Midnight in Paris (2011)

Midnight in Paris is the newest movie directed and written by Woody Allen, starring Owen Wilson, Rachel McAdams, Michael Sheen, Tom Hiddleston, Alison Pill, Corey Stoll, Kathy Bates, Marion Cotillard and Adrien Brody.

Gil (Owen Wilson) is a screenwriter who is trying to write a novel. When he travels to Paris with his fiancée Inez (Rachel McAdams), he feels inspired by his surroundings. Inez on the other hand seems to only want to spend time with the pretentious Paul (Michael Sheen). One night Gil goes for a walk on his own, gets picked up by a car and ends up in Paris in the 1920s , his favorite period where he meets F. Scott (Tom Hiddleston) and Zelda Fitzgerald (Alison Pill), Ernest Hemingway (Corey Stoll), Gertrude Stein (Kathy Bates), Salvador Dalí (Adrien Brody) and many others. But then he meets Adriana (Marion Cotillard) and they really hit it off.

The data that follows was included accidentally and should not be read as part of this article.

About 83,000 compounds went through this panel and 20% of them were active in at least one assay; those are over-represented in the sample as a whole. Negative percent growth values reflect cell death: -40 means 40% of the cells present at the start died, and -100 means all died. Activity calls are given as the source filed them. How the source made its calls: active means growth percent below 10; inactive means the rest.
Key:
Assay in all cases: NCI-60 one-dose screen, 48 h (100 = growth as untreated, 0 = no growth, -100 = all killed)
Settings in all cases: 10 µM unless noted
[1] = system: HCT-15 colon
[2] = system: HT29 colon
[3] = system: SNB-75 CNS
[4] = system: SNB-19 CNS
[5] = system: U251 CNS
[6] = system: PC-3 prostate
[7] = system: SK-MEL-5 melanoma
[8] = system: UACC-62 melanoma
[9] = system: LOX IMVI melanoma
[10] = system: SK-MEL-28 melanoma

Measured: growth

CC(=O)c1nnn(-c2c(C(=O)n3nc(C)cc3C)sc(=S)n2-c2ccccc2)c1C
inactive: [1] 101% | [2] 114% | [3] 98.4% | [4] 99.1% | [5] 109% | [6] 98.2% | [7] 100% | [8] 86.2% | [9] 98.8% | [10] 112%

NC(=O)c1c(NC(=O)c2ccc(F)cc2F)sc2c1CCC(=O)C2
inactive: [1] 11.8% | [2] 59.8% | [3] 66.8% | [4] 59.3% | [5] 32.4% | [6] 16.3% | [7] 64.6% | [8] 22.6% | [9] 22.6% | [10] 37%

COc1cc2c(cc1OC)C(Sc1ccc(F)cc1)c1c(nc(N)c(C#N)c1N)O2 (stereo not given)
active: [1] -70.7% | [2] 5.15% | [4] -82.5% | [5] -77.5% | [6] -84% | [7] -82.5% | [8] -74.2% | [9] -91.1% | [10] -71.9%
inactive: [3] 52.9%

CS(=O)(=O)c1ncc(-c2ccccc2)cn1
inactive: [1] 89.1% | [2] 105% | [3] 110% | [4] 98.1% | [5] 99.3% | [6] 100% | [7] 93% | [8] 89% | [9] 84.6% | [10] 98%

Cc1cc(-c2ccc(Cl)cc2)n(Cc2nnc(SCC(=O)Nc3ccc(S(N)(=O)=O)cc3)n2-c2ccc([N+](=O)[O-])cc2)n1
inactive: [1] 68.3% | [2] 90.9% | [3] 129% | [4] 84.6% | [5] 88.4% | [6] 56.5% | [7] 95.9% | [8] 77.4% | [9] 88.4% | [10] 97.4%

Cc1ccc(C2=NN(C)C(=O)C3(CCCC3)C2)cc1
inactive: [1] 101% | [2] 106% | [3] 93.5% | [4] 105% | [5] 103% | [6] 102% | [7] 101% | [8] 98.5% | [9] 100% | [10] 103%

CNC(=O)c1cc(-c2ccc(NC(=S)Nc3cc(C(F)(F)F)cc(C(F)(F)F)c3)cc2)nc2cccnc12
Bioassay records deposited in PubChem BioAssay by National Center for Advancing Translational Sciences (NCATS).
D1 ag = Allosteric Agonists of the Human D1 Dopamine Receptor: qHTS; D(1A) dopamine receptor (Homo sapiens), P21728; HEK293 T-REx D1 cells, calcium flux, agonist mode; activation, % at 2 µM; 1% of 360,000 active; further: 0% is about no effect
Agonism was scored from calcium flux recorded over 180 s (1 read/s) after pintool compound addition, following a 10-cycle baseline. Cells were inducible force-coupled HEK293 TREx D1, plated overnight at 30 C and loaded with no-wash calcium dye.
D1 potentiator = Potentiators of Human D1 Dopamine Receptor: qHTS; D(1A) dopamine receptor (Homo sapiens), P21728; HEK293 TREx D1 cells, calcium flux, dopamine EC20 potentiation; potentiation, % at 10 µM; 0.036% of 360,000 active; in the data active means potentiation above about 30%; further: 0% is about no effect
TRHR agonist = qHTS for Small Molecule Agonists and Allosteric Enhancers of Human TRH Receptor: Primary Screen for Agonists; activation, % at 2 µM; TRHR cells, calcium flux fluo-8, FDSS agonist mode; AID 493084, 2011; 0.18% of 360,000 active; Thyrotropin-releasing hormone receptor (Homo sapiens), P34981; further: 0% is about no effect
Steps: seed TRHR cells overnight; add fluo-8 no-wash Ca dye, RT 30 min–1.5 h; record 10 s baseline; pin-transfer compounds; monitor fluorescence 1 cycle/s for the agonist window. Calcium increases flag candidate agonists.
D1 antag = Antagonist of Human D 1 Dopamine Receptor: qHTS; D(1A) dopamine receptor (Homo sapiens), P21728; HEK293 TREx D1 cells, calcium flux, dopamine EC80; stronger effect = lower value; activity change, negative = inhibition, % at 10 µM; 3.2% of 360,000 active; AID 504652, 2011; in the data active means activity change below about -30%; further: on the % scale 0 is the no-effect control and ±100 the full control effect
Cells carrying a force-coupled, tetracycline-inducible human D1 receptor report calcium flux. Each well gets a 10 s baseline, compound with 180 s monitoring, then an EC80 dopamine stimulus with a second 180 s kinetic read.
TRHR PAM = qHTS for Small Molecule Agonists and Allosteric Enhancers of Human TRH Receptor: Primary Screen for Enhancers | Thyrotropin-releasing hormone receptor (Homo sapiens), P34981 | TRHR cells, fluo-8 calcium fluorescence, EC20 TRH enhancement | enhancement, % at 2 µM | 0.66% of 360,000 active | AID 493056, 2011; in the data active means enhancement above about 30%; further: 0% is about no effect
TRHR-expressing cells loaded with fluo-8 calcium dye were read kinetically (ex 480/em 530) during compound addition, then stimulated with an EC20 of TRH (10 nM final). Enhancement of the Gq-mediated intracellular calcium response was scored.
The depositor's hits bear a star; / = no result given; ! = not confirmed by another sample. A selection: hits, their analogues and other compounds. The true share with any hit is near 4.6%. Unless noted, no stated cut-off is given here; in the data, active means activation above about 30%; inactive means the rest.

After the last few Woody Allen movies I saw and really didn’t enjoy, I was unsure whether to watch Midnight in Paris at all. But the cast drew me in and thankfully I did enjoy it more than I feared I would.

For a movie that’s basically one big criticism or at least send-up of nostalgia, it is surprisingly nostalgic itself, though it is less nostalgic for a certain time than for a place – Paris, where the people are not as shallow, where the creative juices flow more freely and where existence is generally better.

Woody Allen is still very much out of touch with life as it is for people who don’t have shitloads of money. It’s amazing how far removed his world is from mine (and I’m not really poor, even if not rich). But at least in this instance it wasn’t completely annoying.

Even though most of the characters are pretty one-dimensional (especially Inez suffers from this) and the name dropping gets a bit much, the cast is the movie’s best quality. Tom Hiddleston and Kathy Bates shine and Michael Sheen is basically the personification of the dictionary entry on “Pretentiousness”. But the best moment was definitely when Adrien Brody turned up as Dalí. First of all, the likeness is scary and second of all, “Rhinoceros.” Just look at this:

Despite the shortcomings, the movie moves along at a good pace and has some very nice moments. It is entertaining and sweet and funny.

Summarising: Nice.

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